When I was taking to the streets on a regular basis from 2000-2004, there was no live feed streaming on the internet. Indymedia did a fantastic job of covering the mass mobilizations from the protesters’ perspectives, and once in a while got a semi-live audio feed up online, but nothing like Global Revolution’s 24 hour live streaming coverage of the Occupy Wall Street demonstrations this week.
This recent unprecedented level of accessibility–the opportunity to actual watch police repression happen live on your screen–has transformed the role of popular uprising in our culture, and has transformed our potential to create change.
Tonight I noticed the link to Peaceful Women Maced During NYC Protest appearing everywhere–on the front page of AOL News, in my Facebook feed, and in personal emails. What was dramatically shocking about it wasn’t that these young sidewalk-standers were attacked with chemical weapons; that’s not a particularly unique event. What was shocking was that I was reading about it in places I never had before.
Back when I was attending mass mobilizations, most of the time folks just had to take our word that crazy acts of violence were perpetrated by the police on a regular basis. Or they could wait for video to eventually be posted to YouTube, or watch the mainstream media coverage that focused on the few acts of aggression by the protesters, rather than the mass volume of offensive & violent behavior by the cops. Nowadays, it’s all right here at your fingertips, instantly. And it looks like the media might even be paying attention at this point.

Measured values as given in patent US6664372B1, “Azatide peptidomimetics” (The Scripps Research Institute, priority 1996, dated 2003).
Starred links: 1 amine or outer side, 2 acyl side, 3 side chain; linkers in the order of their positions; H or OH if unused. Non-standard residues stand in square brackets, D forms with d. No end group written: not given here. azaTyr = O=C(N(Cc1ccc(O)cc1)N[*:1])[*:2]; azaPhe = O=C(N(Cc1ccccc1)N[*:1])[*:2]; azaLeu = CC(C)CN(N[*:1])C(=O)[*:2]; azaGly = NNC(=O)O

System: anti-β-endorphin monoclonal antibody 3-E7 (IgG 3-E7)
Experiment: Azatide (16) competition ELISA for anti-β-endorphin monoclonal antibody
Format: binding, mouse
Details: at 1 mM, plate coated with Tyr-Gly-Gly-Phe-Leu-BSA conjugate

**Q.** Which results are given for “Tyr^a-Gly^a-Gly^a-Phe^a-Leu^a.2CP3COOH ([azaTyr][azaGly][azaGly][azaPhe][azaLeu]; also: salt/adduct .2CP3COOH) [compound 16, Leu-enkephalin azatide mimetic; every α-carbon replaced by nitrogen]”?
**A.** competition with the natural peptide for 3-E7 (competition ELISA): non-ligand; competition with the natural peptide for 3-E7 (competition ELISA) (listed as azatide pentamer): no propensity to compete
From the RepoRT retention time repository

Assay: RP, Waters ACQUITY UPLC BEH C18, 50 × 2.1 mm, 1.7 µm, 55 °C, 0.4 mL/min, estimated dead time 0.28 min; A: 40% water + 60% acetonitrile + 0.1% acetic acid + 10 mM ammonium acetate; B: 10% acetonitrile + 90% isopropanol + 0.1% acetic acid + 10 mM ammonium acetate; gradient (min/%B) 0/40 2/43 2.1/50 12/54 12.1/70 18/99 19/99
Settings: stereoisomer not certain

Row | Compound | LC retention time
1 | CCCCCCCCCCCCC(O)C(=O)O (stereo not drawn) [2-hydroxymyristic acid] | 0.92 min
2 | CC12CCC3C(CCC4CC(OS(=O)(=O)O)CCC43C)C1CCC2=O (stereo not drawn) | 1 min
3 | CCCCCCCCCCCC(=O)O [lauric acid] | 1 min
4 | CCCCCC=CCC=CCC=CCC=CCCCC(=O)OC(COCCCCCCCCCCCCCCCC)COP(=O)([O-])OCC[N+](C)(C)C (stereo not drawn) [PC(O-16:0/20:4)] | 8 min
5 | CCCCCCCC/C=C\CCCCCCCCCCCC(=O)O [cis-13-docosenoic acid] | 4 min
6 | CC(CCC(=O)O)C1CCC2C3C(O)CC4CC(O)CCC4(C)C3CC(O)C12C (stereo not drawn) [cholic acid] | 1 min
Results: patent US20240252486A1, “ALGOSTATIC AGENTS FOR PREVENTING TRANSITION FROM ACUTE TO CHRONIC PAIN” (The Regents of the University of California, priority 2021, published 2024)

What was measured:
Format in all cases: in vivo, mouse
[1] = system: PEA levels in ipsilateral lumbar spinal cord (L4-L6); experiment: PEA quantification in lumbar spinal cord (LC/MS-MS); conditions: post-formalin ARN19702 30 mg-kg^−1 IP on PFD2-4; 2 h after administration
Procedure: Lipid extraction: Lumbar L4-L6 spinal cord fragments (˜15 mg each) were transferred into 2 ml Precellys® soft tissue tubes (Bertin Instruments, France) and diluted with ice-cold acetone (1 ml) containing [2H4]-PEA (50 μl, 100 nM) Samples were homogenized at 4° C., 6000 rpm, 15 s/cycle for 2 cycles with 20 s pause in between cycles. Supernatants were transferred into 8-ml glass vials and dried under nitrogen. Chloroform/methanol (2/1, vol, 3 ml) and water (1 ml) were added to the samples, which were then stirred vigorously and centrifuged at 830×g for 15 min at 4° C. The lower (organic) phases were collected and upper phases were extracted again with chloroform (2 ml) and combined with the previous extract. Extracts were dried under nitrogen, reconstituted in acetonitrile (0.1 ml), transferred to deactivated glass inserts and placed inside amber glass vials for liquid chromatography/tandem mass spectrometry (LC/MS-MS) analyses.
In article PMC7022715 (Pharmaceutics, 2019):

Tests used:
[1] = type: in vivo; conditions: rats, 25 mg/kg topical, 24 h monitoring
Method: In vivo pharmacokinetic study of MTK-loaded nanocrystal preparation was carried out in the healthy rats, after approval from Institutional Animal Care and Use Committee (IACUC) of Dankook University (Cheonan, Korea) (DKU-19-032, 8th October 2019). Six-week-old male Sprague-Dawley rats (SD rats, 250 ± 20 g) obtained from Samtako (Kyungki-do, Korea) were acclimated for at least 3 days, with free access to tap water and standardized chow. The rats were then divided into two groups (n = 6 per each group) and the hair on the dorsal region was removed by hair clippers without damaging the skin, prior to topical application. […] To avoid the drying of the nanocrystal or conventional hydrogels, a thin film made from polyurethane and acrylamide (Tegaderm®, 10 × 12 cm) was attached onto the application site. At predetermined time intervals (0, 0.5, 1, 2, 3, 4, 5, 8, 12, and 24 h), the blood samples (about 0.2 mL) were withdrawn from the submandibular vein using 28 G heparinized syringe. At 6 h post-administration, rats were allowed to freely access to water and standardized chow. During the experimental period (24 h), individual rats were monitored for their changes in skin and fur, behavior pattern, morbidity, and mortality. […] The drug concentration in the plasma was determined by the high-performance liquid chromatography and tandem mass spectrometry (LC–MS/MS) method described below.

It’s 2am on a Friday night, so I’m not sure where I’m going with the analysis here. But I know that I’ve personally seen many, many, many incidents like the young women above who were attacked without provocation. This is not new, unique, or out of the ordinary. But it is FINALLY showing up on the computer screens of normal people, who aren’t seeking out this kind of information.
I know this post is a bit removed from this blog’s focus on reproductive justice–but for me, these movements are all tied in together, and direct action organizing is a core part of my personal history and who I am. So please forgive the detour.